Dr. Nicole Stokes-DuPass, Associate Vice President for Institutional Effectiveness and Diversity and Professor of Sociology, has been named a member of The Penn Center for Minority Serving Institutions inaugural cohort. The goal of the program is to help mentor and mold future university presidents at minority-serving institutions. The group will be hosting the first Minority Serving Institutions (MSI) Aspiring Leaders Forum from Friday, November 17 to Sunday, November 19.
Stokes-DuPass learned about the opportunity through her positions as the Pennsylvania State Chairperson for the American Council on Education (ACE) Women's Network. According to Stokes-DuPass, the application progress was rigorous, requiring institutional support, letters of recommendations from current university presidents, the possibility of applying for a university presidency within 5-10 years of completing the program, and an institutional case study that included a proposed five-year strategic plan, development/revenue budget, and marketing plan to address the challenges and opportunities facing Minority Serving Institutions in general. In the end, Stokes-DuPass was accepted into the program, along with 20 others individuals from unique universities.
“I was absolutely honored and thrilled to be selected for this amazing new opportunity,” Stokes-DuPass said. “It is a bit daunting as our universities are facing many challenges in our current social, economic, and political climate. Despite these challenges, it is an exciting time to learn more about how higher education in general is changing and how I and other future leaders will learn in the program how to rise up and overcome these challenges to create high quality and affirming educational opportunities for the students we serve.”
According to The Penn Center for Minority Serving Institutions, hosted through the University of Pennsylvania’s Graduate School of Education, the MSI Aspiring Leaders Forum is a three-day mentoring program developed by the Center for Minority Serving Institutions that will create a space for prominent MSI leaders to engage with mid-career aspiring leaders from the education, non-profit, and business sectors in an effort to prepare the next generation of MSI presidents.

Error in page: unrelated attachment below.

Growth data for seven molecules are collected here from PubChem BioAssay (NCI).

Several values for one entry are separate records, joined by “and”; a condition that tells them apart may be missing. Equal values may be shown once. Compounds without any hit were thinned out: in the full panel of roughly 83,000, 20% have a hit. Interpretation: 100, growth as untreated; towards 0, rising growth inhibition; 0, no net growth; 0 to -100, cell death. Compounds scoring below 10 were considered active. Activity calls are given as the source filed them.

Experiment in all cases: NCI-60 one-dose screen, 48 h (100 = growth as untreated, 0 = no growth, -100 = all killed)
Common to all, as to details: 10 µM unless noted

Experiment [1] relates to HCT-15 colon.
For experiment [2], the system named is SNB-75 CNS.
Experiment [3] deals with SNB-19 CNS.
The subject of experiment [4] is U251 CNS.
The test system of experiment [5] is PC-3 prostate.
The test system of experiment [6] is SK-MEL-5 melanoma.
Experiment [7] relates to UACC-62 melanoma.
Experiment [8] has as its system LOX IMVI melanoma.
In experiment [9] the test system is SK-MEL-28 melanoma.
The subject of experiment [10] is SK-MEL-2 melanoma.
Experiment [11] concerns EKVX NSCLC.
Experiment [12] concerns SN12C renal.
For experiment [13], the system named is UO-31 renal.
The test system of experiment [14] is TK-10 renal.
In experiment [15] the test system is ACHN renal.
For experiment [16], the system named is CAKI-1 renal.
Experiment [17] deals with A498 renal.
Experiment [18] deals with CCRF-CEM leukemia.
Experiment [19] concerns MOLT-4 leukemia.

“The fantastic aspect of this program so far has been the mentoring,” Stokes-DuPass said. “It is designed to be a two-year mentoring relationship with currently serving presidents that formally begins at the convening this weekend at the University of Pennsylvania, but will continue to develop and deepen over time. Shortly after my acceptance into the program, I was assigned a mentor who is a current president at a Minority Serving Institution, given a reading list on higher education leadership development theory, and my institutional case study capstone project, which is due this weekend when we all meet at Penn.”
“My mentor and I have had 3-4 virtual meetings so far to discuss my project and to discuss approach strategies. She has been very helpful to me in terms of identifying my leadership strengths and additional skills and experiences that I would like to add and develop. So far, so great! It has been an amazing professional development opportunity thus far.”